WASHINGTON (CNS) -- Catholic elementary school principals -- often the first to arrive and the last to leave school each day -- have a lot on their plates.
They oversee students, faculty members and building maintenance all while ensuring the school's Catholic identity and operating on a shoestring budget.
"I think being a Catholic school principal is the most rewarding and challenging job anyone could have," said former principal Kathy Mears, who remembers getting calls at the school office at 6:30 a.m. and 6:30 p.m., and at both times people who called "thought I should be there."
Mears is now the executive director of the elementary schools department for the National Catholic Educational Association, which offers programs specifically designed to help principals manage the ever-expanding issues that cross their desks each day.
During the summer, the NCEA sponsors a three-day Catholic School Leadership Institute for principals and administrators. It also is hoping to provide related webinars for principals during the school year, although Mears noted that the convenience of an online program prevents the important ability to build a support network.
"Our church is about community," she told Catholic News Service, emphasizing the importance of school leaders working together and helping each other long after seminars are over.
That also is the theory behind the Emmaus Leadership Series, a three-day summer program for Catholic school principals in New England offered by the Roche Center for Catholic Education at Jesuit-run Boston College.
The program gets its name from the Scripture passage that describes Jesus walking with his disciples on the road to Emmaus. And ideally, participating principals develop a camaraderie that enables them to support one another and help each other with similar challenges.
Larry Fitzgerald, principal at Sacred Heart School in Groton, Conn., in the Norwich Diocese, and recent participant in the Emmaus program said he developed a great "support system" and feels free to contact other principals he met to hear how they deal with different situations.
A topic he'll gladly get advice on is finances. He told CNS that he often wonders how his schools will raise money it needs to pay for current technology and also just to stay afloat. That money, he said, is not nearly met by tuition which is why elementary schools are increasingly tapping into grants, doing more fundraising and as a new trend: tapping into the elementary school alumni.
Joan Barry, principal of St. Mary's in Shrewsbury, Mass., in the Worcester Diocese, who also participated in the Emmaus program, likewise noted that finances are one of her biggest issues. The former public school principal noted that her school, built 50 years ago, now needs to replace its computers and has to come up with the funds for it -- which would have been available at a public school.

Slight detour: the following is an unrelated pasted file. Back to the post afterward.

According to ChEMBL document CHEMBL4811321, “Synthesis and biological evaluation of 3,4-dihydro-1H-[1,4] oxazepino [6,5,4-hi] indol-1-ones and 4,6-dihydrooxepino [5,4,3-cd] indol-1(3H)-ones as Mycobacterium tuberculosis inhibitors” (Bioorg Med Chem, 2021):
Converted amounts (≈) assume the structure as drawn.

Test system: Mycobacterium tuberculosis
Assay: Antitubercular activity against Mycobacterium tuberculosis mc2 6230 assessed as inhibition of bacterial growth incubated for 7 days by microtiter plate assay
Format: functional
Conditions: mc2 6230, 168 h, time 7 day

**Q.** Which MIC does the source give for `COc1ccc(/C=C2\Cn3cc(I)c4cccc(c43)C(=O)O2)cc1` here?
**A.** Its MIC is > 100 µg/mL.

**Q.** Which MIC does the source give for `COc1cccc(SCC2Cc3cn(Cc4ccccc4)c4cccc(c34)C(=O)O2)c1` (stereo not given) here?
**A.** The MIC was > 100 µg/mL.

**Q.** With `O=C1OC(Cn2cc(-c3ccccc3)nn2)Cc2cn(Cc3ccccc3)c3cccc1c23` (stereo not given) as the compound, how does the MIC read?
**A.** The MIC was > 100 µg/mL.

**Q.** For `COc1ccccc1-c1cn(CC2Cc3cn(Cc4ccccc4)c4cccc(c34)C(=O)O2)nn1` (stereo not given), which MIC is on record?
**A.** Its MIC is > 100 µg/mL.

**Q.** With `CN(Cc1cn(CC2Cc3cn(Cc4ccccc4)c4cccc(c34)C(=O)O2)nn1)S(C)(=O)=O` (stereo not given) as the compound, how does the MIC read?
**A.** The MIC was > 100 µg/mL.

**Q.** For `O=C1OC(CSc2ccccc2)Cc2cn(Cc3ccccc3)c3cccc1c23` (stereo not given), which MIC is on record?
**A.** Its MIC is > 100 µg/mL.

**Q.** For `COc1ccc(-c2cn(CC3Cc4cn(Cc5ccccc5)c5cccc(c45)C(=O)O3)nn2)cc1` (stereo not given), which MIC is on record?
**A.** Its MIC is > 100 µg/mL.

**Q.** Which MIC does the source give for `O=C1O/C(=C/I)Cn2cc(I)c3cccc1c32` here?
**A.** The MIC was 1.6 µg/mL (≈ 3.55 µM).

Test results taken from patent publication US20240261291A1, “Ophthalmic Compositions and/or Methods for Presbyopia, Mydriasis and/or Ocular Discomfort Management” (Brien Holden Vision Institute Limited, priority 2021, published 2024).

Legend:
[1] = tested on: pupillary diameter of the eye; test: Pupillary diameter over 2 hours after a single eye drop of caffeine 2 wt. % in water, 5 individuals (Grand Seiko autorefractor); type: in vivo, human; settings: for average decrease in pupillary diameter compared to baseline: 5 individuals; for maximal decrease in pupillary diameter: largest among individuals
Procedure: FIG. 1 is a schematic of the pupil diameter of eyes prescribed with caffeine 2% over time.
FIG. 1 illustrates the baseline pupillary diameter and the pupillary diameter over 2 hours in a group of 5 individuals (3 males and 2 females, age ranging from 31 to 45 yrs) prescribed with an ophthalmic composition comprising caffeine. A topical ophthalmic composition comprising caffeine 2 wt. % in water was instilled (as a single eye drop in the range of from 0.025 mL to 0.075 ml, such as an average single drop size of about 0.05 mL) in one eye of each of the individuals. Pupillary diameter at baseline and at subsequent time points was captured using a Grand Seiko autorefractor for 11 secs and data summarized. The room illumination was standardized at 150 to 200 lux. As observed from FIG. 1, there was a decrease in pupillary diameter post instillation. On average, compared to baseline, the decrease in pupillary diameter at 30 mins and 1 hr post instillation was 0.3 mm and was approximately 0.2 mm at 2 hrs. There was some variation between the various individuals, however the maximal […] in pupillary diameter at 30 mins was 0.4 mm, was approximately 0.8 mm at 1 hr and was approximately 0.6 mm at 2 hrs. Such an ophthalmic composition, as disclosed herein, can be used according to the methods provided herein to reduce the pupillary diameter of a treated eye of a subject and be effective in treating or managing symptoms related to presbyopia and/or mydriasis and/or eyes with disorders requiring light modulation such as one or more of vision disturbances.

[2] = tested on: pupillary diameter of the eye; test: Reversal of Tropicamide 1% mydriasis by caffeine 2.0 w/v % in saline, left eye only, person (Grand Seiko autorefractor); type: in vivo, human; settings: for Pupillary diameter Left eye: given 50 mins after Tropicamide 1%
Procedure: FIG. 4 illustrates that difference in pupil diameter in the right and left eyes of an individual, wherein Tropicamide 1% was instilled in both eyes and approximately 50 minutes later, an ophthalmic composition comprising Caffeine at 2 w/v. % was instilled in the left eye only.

She also is trying to tap into alumni donors, which she admitted is an entirely new dimension of her work. "People will give to their high schools or colleges," she noted, but they are not accustomed to giving back to their elementary schools.
She said the role of principal of a parish school is akin to being "your own superintendent" because you "have to think about things you never had to" which in her case this year was getting rid of termites in the preschool, certainly not a planned expense.
Still she says of her job: "I absolutely love it" and acknowledges that she gets "recharged just going to students' classrooms."
Father Ronald Nuzzi, one of the authors of the book Striving for Balance, Steadfast in Faith, based on a 2010 Notre Dame study of U.S. Catholic elementary school principals, points out that today's principals are expected to do too much and need support from the church to do their job better.
The study, completed by the University of Notre Dame's Alliance for Catholic Education and its Mary Ann Remick Leadership Program, examined responses of 1,685 Catholic school principals from across the United States.
Father Nuzzi, a priest of the Diocese of Youngstown, Ohio, and director of Catholic Leadership Programs in the Alliance for Catholic Education, told CNS that the increasing demands on Catholic elementary school principals -- from handling leaky roofs to acquiring new technology -- makes it imperative to find ways to help them.
One way is through seminars for professional development offered not only by Boston College but other Catholic colleges such as St. John's University in Queens, N.Y. and Loyola University Chicago.
Another option he suggests is adopting the model many high schools currently use: dividing leadership responsibilities between a principal and a president. With the president handling fundraising and alumni development, the principal can focus on being the main academic and spiritual leader.
He realizes not all schools can afford this but suggests they could develop a regional approach to the idea of sharing a school president among local schools.
The book notes: "The church seems to have hired well, attracting mission-driven and loyal individuals to the overarching goals of Catholic education," but it adds that these principals "live daily with what has been called 'the tyranny of the urgent,' hungering for more support -- emotional as well as financial."
If NCEA's Mears could give the nation's Catholic school principals one thing, it would be time.
"That's the number one thing they need," she said. Obviously she can't provide that in a seminar, but she said programs that help principals use their time more efficiently are certainly a start.